Las Vegas Raiders head coach Jon Gruden has resigned after sending homophobic, transphobic, and misogynistic emails to NFL colleagues.
Gruden’s resignation comes just months after the Raiders’ defensive lineman, Carl Nassib, became the first openly gay active player in NFL history.
“I have resigned as Head Coach of the Las Vegas Raiders,” Gruden said in a statement issued through the Raiders. “I love the Raiders and do not want to be a distraction. Thank you to all the players, coaches, staff, and fans of Raider Nation. I’m sorry, I never meant to hurt anyone.”
Mark Davis, principal owner of the Raiders, later said he had accepted Gruden’s resignation. Assistant head coach Rich Bisaccia will serve as interim head coach following Gruden’s departure and is expected to host a press briefing on Wednesday.
Gruden resigned after the New York Times reported that the NFL was investigating him for having “casually and frequently unleashed misogynistic and homophobic language” over a period of several years.
In emails sent between 2011 and 2018, Gruden repeatedly used homophobic slurs to refer to NFL commissioner Roger Goodell, including calling him a “faggot” and a “clueless anti football pussy.”
Gruden also criticized Goodell for allegedly pressuring the St. Louis Rams (now Los Angeles Rams) to draft “queers.”
That referred to the Rams’ decision to draft Michael Sam, the first openly gay player to be drafted by an NFL team. Sam was later cut from the team during the final preseason roster cutdowns.
Emails also show Allen and Gruden mocking transgender reality star and former Olympic athlete Caitlyn Jenner.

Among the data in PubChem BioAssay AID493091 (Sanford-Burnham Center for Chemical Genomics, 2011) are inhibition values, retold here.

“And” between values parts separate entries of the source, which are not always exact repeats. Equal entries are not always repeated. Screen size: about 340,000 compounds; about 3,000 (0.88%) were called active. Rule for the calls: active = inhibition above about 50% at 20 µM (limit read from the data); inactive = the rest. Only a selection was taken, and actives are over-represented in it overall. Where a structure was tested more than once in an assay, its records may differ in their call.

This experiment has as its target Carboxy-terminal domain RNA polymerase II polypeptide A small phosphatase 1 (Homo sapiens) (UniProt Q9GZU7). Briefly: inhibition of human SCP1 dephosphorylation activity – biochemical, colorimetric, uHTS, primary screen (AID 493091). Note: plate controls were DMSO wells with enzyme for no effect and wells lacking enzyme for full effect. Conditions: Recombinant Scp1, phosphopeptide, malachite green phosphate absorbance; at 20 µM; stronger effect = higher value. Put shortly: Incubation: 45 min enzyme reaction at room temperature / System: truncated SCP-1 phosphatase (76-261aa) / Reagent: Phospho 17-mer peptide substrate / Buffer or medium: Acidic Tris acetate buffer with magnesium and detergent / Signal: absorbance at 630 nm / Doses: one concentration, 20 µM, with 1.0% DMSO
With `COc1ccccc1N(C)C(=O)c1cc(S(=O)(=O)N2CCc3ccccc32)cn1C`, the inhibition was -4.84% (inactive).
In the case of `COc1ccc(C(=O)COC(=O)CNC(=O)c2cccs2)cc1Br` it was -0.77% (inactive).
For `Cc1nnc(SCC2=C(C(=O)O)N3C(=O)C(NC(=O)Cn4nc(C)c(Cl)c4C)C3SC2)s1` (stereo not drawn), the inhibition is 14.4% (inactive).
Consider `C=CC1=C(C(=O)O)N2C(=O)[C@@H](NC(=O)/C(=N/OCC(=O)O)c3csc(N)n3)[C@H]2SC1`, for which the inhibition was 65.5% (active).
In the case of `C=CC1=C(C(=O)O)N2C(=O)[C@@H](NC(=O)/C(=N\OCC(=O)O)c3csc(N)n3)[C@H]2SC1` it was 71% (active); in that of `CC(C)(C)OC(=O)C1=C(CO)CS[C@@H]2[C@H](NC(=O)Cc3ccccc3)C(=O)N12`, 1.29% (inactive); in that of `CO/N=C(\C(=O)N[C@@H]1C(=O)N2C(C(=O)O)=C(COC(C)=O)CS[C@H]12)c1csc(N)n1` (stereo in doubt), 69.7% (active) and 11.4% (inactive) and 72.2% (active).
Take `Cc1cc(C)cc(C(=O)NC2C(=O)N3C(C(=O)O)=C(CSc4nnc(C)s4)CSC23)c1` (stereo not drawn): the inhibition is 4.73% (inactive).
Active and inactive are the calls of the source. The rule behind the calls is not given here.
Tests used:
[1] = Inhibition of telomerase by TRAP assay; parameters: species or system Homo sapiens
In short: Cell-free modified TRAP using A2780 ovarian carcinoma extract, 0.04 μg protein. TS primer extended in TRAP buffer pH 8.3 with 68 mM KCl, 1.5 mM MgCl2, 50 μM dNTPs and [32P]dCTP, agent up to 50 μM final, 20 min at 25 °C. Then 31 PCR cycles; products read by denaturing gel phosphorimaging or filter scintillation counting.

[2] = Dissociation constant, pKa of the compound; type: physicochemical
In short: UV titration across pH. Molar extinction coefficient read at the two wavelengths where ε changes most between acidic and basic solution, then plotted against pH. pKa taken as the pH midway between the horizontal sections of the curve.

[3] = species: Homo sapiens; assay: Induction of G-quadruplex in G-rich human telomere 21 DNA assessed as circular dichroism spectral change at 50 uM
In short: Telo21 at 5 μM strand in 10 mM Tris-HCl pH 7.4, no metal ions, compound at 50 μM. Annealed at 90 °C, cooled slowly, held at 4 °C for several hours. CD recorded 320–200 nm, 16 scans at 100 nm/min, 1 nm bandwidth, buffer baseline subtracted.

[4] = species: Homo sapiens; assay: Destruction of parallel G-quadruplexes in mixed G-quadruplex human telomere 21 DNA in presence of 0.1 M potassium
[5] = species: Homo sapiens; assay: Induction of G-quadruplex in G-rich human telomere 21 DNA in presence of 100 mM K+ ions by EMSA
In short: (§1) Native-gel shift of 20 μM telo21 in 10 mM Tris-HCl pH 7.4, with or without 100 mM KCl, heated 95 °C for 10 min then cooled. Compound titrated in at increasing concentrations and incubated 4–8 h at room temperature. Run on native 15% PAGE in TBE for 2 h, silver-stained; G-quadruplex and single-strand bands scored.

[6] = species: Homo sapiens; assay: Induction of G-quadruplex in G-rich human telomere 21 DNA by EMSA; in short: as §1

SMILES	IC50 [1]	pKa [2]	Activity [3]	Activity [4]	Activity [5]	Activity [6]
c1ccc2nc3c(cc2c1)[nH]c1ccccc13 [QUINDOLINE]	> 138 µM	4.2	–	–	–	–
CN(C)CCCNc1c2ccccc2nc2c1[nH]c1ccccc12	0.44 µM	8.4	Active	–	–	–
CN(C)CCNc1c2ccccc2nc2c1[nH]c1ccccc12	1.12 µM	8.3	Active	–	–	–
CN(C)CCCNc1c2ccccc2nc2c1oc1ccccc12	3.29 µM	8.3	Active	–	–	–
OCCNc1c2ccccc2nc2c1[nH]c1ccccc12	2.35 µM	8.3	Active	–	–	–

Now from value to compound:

In addition, the NFL is investigating racist terms used by Goodell to describe NFL official DeMaurice Smith, who is Black, including criticisms of Smith’s intelligence and the use of a racist trope to describe his features.
Gruden is also alleged to have shared photos of half-naked women with former Washington Football Team president Bruce Allen and other men, including two Washington cheerleaders.
Per the Times: “Taken together, the emails provide an unvarnished look into the clubby culture of one N.F.L. circle of peers, where white male decision makers felt comfortable sharing pornographic images, deriding the league policies, and jocularly sharing homophobic language.”
The anti-LGBTQ nature of Gruden’s emails stands at odds with the NFL’s attempts to appeal to LGBTQ people, especially after the Raiders’ Carl Nassib came out in June.
Nassib, 28, made history by becoming the first openly gay active player in the NFL, after posting a coming out video on Instagram.
The NFL responded by posting a video to its official Twitter account calling football “gay,” “lesbian,” “queer,” “transgender,” “bisexual,” and “for everyone.”
“If you love this game, you are welcome here. Football is for all. Football is for everyone,” the NFL wrote. “The NFL stands by the LGBTQ+ community today and every day.”
Gruden’s emails also stand at odds with his own public support of Nassib after he came out.
“I learned a long time ago what makes a man different is what makes him great,” Gruden said at the time.
LGBTQ media advocacy organization GLAAD responded to Gruden’s comments in a series of tweets.
“Even as the first out gay player is competing on the Raiders and receiving widespread support from fans and teammates, accountability is necessary to ensure that all athletes can compete without discrimination and harassment,” GLAAD wrote.
“Gruden’s anti-LGBTQ and misogynistic emails, which went unchecked for years, are a disturbing reminder of the work that still needs to be done to improve inclusion and acceptance in sports at all levels.”
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